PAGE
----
Quincy (WGEM) — You can’t walk inside Quincy’s former Sycamore Healthcare facility without a hard hat. The reason why is obvious. Crews are gutting the facility from the ceiling to floor to turn the building into temporary housing for some veterans from the Illinois Veterans’ Home in Quincy. It’s where they’ll live while crews are building a new vets’ home and renovating other parts of the campus.
The number of beds once available at the former Sycamore facility have actually been scaled down.
“We’ve done that so we can offer our residents expanded room, expanded bathrooms, larger areas,” Veterans’ Home Administrator Troy Culbertson said.
One of those larger areas includes an activity center.
“Residents and family members can join down here for meals,” Culbertson said.
Meanwhile, the rooms have all new flooring, lighting and walls were reconstructed. “In order to complete the project with the amount of effort that has to be done here, they’re running two 12-hour shifts seven days a week,” Culbertson said.
“I’m looking forward to any improvement they can make to make it more comfortable for us.” resident John Caristo said.
“We’re looking forward to more room for yourself, more privacy for the individual,” added resident Tom Meleski.
The transition will involve residents with dementia so a third party contractor will oversee it.
“And this company is going to actually take pictures and video of the room to show every item there and the place it was in their existing room and they’re going to reconstruct it in these rooms,” Culbertson said. “They’re gonna make sure everything is in the same order as possible in these rooms for familiarity. we want to minimize the transfer trauma.”
The residents will transfer from buildings on the main vets’ home campus that will be demolished. Crews knocked down Rowland Barracks in October and by spring, expect more demolition with Elmore Infirmary, Kent Infirmary and a guest house slated to come down.
The demolition is to make way for a new vets’ home phased in over three years — all to prevent a repeat of the Legionnaires’ outbreak that killed 14 residents and sickened 66 others.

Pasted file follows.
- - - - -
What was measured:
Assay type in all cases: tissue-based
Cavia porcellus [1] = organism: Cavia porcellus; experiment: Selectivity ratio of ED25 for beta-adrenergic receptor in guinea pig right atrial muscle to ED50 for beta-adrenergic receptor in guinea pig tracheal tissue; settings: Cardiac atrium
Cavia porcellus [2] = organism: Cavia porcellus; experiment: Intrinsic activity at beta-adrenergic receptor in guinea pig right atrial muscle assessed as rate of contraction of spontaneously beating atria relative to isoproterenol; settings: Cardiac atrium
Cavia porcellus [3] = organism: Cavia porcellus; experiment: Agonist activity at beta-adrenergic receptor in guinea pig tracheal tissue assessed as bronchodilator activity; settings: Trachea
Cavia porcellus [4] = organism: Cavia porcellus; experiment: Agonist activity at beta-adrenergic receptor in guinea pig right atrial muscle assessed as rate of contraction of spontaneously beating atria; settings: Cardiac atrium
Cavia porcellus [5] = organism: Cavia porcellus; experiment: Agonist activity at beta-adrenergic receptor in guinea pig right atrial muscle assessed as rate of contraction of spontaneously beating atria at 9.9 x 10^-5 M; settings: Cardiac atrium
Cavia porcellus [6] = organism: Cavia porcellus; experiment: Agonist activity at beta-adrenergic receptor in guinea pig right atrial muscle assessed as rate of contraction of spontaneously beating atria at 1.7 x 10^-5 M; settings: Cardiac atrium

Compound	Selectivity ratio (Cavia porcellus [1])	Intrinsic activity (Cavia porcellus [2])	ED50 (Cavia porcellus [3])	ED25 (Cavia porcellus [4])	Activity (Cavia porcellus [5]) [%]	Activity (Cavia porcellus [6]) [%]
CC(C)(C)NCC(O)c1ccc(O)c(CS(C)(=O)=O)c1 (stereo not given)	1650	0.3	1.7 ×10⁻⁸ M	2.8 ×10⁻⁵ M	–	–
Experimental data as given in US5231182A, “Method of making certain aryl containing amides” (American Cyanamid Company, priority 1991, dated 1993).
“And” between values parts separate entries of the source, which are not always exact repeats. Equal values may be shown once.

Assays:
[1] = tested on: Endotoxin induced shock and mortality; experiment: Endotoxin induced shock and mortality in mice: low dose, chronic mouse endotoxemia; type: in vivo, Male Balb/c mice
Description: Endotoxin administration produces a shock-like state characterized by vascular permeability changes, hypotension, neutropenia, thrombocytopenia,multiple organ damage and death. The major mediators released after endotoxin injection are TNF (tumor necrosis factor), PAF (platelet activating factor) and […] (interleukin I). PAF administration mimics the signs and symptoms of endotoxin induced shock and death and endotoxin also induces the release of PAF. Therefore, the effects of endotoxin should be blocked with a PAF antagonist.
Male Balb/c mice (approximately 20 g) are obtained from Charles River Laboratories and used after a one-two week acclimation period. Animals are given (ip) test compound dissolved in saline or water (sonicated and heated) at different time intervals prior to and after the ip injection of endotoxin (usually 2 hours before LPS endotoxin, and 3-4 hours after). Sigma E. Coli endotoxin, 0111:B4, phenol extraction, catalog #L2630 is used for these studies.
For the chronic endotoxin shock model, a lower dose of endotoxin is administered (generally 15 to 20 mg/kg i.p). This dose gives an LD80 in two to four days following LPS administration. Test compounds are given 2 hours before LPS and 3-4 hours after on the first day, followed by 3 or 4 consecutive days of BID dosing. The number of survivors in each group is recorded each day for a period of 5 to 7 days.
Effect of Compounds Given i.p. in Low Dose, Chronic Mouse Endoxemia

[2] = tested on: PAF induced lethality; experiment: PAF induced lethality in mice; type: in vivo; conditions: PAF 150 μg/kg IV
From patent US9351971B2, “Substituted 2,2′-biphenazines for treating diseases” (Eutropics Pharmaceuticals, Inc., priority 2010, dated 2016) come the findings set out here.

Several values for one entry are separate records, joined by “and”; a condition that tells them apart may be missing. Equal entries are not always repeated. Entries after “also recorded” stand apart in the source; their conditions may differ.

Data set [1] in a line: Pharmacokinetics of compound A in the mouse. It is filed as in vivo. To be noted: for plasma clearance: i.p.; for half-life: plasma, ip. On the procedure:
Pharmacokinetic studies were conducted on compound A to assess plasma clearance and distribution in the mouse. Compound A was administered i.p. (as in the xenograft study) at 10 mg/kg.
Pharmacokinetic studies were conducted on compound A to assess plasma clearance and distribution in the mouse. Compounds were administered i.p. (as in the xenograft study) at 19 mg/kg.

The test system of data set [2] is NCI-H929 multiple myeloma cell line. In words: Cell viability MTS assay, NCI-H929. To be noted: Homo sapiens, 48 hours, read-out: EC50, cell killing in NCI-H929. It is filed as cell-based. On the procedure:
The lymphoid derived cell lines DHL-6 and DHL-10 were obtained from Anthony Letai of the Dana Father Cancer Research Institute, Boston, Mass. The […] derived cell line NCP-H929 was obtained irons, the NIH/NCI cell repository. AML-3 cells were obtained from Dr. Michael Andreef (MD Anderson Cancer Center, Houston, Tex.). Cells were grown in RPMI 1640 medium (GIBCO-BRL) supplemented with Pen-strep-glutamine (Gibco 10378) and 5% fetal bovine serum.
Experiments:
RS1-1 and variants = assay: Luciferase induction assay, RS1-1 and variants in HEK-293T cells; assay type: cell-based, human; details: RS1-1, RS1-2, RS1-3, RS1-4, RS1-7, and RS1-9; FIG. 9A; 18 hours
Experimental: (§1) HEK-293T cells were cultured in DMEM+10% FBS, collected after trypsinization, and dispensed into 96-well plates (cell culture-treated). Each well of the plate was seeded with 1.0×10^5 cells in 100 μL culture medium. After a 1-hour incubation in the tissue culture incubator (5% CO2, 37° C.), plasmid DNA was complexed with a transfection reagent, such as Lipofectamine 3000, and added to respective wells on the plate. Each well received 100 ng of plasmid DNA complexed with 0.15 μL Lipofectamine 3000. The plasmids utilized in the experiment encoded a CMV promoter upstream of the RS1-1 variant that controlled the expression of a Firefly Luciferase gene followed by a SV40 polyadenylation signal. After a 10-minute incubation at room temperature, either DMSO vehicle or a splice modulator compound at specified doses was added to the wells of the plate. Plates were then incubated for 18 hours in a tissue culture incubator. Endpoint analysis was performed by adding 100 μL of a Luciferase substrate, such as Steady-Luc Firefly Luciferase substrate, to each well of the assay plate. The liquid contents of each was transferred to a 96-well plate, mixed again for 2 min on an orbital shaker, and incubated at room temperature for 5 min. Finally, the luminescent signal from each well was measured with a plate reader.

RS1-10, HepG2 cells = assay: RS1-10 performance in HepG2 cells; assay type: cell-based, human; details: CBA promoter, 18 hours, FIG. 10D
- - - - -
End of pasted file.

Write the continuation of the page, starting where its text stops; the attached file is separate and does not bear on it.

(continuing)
All of this started under Governor Bruce Rauner after his administration’s response to the outbreak was called into question. However, Governor-elect J.B. Pritzker promises to see it through.
“What’s certain to me is that we’re not going to move backward from the promises that have been made. We just want to do what’s best for the veterans and their families,” Pritzker said.
The governor-elect says obtaining funding to keep the project on track is a priority. and, his administration will be in communication with Washington.
“It’s very important that we follow up and follow through with the federal government which will fund almost two thirds of the cost of that veterans home and that we move the veterans into that sycamore facility to keep them safe from further harm,” Pritzker said.
Veterans are eager to see the end result.
“It looks good. The main thing now is get it done,” Roger Schwengel with American Legion Post 37 said.
There are some concerns that a possible decrease in the number of skilled-care beds at the new facility could lead to fewer jobs. Governor Rauner previously said that won’t happen and if you include care for behavioral health and dementia and all the categories, it’s actually an increase.
The state expects to finish a final master plan and present that at another open house December 18.